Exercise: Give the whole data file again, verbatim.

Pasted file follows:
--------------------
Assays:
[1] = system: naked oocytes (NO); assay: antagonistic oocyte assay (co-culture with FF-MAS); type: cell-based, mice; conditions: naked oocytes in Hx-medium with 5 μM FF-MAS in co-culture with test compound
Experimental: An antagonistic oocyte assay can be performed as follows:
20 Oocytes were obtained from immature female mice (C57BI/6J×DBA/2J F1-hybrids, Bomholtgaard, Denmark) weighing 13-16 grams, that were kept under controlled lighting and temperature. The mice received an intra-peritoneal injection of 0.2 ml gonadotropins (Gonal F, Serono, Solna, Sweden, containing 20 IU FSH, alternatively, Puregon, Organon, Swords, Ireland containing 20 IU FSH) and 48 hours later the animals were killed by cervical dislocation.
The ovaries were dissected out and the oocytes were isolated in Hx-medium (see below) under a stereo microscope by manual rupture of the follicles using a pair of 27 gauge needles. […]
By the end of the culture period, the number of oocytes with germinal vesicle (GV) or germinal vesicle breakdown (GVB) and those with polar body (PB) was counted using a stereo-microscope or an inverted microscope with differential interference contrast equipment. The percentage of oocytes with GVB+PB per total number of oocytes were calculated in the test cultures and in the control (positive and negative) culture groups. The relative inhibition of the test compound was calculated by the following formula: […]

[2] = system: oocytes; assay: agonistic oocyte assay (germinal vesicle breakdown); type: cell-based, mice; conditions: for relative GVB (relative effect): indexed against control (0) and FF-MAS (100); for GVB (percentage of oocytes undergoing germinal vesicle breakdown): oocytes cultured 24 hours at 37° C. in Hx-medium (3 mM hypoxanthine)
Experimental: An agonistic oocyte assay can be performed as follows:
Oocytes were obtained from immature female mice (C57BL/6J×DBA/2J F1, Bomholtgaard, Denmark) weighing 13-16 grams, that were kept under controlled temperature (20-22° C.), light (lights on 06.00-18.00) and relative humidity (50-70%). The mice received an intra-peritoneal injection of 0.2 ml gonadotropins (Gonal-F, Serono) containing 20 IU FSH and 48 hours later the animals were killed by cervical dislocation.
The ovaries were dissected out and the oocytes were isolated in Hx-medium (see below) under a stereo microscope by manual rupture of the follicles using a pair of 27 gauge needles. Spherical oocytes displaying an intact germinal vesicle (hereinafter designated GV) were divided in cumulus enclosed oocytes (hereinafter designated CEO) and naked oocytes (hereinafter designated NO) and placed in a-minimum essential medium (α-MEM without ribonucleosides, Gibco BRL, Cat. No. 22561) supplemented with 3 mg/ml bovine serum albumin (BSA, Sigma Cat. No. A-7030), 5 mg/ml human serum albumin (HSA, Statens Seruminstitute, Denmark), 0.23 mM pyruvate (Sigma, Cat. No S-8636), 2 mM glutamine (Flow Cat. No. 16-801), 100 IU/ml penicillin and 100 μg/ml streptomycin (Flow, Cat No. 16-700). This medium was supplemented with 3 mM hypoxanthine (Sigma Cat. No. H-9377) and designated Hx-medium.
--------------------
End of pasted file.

Assays:
[1] = system: naked oocytes (NO); assay: antagonistic oocyte assay (co-culture with FF-MAS); type: cell-based, mice; conditions: naked oocytes in Hx-medium with 5 μM FF-MAS in co-culture with test compound
Experimental: An antagonistic oocyte assay can be performed as follows:
20 Oocytes were obtained from immature female mice (C57BI/6J×DBA/2J F1-hybrids, Bomholtgaard, Denmark) weighing 13-16 grams, that were kept under controlled lighting and temperature. The mice received an intra-peritoneal injection of 0.2 ml gonadotropins (Gonal F, Serono, Solna, Sweden, containing 20 IU FSH, alternatively, Puregon, Organon, Swords, Ireland containing 20 IU FSH) and 48 hours later the animals were killed by cervical dislocation.
The ovaries were dissected out and the oocytes were isolated in Hx-medium (see below) under a stereo microscope by manual rupture of the follicles using a pair of 27 gauge needles. […]
By the end of the culture period, the number of oocytes with germinal vesicle (GV) or germinal vesicle breakdown (GVB) and those with polar body (PB) was counted using a stereo-microscope or an inverted microscope with differential interference contrast equipment. The percentage of oocytes with GVB+PB per total number of oocytes were calculated in the test cultures and in the control (positive and negative) culture groups. The relative inhibition of the test compound was calculated by the following formula: […]

[2] = system: oocytes; assay: agonistic oocyte assay (germinal vesicle breakdown); type: cell-based, mice; conditions: for relative GVB (relative effect): indexed against control (0) and FF-MAS (100); for GVB (percentage of oocytes undergoing germinal vesicle breakdown): oocytes cultured 24 hours at 37° C. in Hx-medium (3 mM hypoxanthine)
Experimental: An agonistic oocyte assay can be performed as follows:
Oocytes were obtained from immature female mice (C57BL/6J×DBA/2J F1, Bomholtgaard, Denmark) weighing 13-16 grams, that were kept under controlled temperature (20-22° C.), light (lights on 06.00-18.00) and relative humidity (50-70%). The mice received an intra-peritoneal injection of 0.2 ml gonadotropins (Gonal-F, Serono) containing 20 IU FSH and 48 hours later the animals were killed by cervical dislocation.
The ovaries were dissected out and the oocytes were isolated in Hx-medium (see below) under a stereo microscope by manual rupture of the follicles using a pair of 27 gauge needles. Spherical oocytes displaying an intact germinal vesicle (hereinafter designated GV) were divided in cumulus enclosed oocytes (hereinafter designated CEO) and naked oocytes (hereinafter designated NO) and placed in a-minimum essential medium (α-MEM without ribonucleosides, Gibco BRL, Cat. No. 22561) supplemented with 3 mg/ml bovine serum albumin (BSA, Sigma Cat. No. A-7030), 5 mg/ml human serum albumin (HSA, Statens Seruminstitute, Denmark), 0.23 mM pyruvate (Sigma, Cat. No S-8636), 2 mM glutamine (Flow Cat. No. 16-801), 100 IU/ml penicillin and 100 μg/ml streptomycin (Flow, Cat No. 16-700). This medium was supplemented with 3 mM hypoxanthine (Sigma Cat. No. H-9377) and designated Hx-medium.